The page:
When it comes to UK logo design, there are two basic choices. On one hand, there are logos that use images to represent their company. On the other, some businesses choose to let their name stand alone, portraying their brand with a carefully designed font. These two devices can both be very effective, but each comes with a unique set of pros and cons.
Typographic Logos: Pros and Cons
Some of the UK’s most recognizable brands, such as Tesco and Virgin, allow their wording to do the talking. This creates a very simple, easily recognizable identity. It also yields a more timeless image. Consider UK business giant Virgin. The typeface used is distinctive enough for easy recognition, and it has been used successfully for decades. Typographic logos also are more versatile than those that use images. The Virgin logo has been used on products as diverse as soft drinks and airplanes, all with relative success. Further, there are no distractions from the business name, which is above all else the most important piece of information to remember.
On the other hand, there are drawbacks to typographic logo design as well. Because there is no image to represent the brand, the fonts and colours alone must present the message. Every element must be carefully chosen to create a distinctive sense of identity. This kind of simplicity can actually require more work and more thought than the creation of a logo image.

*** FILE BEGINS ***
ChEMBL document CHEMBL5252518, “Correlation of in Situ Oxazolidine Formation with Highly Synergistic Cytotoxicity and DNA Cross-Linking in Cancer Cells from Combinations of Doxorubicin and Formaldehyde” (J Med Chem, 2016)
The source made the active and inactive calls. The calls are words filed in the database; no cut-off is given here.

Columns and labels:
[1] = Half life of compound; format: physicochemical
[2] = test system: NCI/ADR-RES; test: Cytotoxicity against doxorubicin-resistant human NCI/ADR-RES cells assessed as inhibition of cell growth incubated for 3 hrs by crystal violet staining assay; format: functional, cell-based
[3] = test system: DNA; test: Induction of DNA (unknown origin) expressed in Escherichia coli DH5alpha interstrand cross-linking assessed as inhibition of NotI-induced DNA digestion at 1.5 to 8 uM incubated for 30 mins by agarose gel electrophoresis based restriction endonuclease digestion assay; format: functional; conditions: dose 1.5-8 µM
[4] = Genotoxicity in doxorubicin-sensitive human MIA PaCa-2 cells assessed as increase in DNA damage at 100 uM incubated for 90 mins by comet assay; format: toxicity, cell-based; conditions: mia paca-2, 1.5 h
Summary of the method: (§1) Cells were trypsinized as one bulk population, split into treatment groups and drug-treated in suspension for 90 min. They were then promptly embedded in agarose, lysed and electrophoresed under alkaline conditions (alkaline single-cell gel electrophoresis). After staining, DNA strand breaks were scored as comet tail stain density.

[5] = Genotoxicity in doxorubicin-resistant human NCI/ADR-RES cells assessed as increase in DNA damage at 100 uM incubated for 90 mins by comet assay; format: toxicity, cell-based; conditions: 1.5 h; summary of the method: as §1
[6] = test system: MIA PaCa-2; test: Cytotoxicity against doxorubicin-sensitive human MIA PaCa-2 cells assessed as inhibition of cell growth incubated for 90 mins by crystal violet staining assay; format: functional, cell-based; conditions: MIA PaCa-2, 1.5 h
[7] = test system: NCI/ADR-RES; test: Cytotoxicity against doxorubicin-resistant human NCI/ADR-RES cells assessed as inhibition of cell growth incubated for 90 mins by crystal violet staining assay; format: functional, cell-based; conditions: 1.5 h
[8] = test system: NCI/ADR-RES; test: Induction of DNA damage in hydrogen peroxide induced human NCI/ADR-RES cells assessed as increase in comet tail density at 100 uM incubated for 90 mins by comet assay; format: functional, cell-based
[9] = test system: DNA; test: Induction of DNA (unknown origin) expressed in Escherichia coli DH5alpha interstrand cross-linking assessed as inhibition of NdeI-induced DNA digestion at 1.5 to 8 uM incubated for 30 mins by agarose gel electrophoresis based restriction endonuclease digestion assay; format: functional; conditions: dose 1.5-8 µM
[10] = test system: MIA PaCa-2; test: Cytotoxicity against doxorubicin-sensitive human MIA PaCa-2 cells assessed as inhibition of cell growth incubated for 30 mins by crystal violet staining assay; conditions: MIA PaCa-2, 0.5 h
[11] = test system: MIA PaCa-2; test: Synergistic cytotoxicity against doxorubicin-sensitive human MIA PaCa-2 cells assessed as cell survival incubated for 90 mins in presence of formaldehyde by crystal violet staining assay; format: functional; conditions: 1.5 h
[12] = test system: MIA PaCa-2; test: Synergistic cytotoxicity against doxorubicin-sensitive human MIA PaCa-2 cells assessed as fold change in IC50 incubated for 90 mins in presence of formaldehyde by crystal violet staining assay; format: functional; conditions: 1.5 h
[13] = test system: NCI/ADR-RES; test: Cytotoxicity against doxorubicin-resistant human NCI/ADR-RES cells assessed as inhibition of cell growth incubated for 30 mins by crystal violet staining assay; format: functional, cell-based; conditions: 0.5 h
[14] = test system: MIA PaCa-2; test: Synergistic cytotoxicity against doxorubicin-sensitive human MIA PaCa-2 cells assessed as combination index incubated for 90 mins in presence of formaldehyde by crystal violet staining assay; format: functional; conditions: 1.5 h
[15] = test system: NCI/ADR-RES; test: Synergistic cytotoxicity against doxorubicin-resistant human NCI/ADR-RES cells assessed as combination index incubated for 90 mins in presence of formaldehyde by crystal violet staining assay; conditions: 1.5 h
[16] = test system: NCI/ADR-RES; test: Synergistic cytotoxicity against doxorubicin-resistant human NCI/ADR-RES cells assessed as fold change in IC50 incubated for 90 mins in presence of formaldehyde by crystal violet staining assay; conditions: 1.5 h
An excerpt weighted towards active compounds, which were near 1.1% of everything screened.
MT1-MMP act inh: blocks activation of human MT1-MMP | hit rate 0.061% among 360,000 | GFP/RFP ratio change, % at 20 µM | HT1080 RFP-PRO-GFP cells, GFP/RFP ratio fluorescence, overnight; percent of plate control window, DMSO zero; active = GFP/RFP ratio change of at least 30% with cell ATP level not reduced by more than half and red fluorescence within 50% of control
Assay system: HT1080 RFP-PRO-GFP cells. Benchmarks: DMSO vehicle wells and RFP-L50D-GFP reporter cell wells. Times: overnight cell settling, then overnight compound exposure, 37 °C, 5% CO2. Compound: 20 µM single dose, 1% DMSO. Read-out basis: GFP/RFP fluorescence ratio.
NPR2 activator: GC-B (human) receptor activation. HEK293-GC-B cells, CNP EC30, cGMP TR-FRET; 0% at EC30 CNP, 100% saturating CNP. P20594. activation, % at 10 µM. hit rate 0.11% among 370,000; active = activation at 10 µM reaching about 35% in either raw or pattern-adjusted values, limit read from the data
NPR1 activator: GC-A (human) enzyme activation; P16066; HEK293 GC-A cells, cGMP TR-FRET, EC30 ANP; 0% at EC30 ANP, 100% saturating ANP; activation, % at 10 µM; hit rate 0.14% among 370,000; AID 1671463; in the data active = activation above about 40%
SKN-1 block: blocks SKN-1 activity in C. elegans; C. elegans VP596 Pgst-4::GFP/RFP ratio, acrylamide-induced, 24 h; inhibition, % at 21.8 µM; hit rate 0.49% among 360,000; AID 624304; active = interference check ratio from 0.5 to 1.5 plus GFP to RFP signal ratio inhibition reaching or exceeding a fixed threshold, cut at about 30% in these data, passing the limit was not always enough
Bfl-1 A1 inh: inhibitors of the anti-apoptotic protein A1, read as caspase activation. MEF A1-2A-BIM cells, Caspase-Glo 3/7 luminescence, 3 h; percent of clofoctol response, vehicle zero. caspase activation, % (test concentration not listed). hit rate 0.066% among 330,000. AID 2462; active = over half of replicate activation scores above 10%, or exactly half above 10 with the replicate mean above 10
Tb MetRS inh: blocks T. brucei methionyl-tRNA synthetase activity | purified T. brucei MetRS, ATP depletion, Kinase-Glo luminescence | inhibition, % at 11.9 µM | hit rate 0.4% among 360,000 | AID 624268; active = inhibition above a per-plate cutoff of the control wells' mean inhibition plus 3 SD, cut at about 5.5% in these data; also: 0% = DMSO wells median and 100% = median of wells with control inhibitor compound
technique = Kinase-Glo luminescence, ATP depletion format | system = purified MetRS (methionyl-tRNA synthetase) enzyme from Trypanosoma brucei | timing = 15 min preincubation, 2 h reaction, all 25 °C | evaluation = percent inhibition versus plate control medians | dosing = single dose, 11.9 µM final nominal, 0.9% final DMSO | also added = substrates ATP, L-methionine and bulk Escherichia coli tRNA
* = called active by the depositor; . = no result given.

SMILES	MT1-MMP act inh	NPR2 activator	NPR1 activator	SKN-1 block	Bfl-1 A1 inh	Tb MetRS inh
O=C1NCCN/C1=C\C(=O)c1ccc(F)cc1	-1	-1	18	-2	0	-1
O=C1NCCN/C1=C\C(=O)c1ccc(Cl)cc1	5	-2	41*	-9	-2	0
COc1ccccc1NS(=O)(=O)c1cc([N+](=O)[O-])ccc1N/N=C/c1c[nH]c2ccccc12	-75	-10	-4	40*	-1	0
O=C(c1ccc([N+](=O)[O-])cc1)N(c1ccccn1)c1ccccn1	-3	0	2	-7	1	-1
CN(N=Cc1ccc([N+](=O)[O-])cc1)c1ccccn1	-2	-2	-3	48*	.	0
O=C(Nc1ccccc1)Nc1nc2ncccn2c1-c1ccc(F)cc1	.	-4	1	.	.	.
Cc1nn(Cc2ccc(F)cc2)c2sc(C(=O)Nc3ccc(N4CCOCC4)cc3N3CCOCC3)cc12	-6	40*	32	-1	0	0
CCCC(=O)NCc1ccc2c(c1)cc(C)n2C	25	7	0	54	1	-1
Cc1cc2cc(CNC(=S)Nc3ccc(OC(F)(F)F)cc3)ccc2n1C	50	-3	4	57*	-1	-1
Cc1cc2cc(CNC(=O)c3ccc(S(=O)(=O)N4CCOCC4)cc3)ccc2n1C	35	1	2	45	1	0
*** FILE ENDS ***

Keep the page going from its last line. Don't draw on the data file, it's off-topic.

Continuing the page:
Image Logos: Pros and Cons
At the other end of the spectrum, many companies choose to be represented by a logo that features an image such as a picture or shape as its main identifying factor. This is also a common choice in UK logo design. Consider the BP sunburst flower, or the red quotation mark of Vodafone. Obviously these are very memorable logos, and they offer character that a typeface alone could not match. Further, while typeface logos may hint at the character of a brand, image logos are much more direct.
The drawbacks are easy to see. Image logos are not as timeless as typeface counterparts and necessitate more regular updates, which can be both expensive and time-consuming. If the name of the business is not part of the logo in some way, customers may have a hard time connecting the logo with the business. As we saw in the recent BP oil spill scandal, image logos can easily be parodied and made the butt of jokes in a very public and embarrassing way.
Both image and typeface logos have a long and distinctive history in the UK. However, there are benefits and drawbacks to each choice that must be overcome in order for a business to achieve branding success. While both types of logo have their pros and cons, there is probably a ‘right choice’ for your business. If you are having trouble selecting the type of logo to represent your unique brand, talk to a professional UK logo designer today.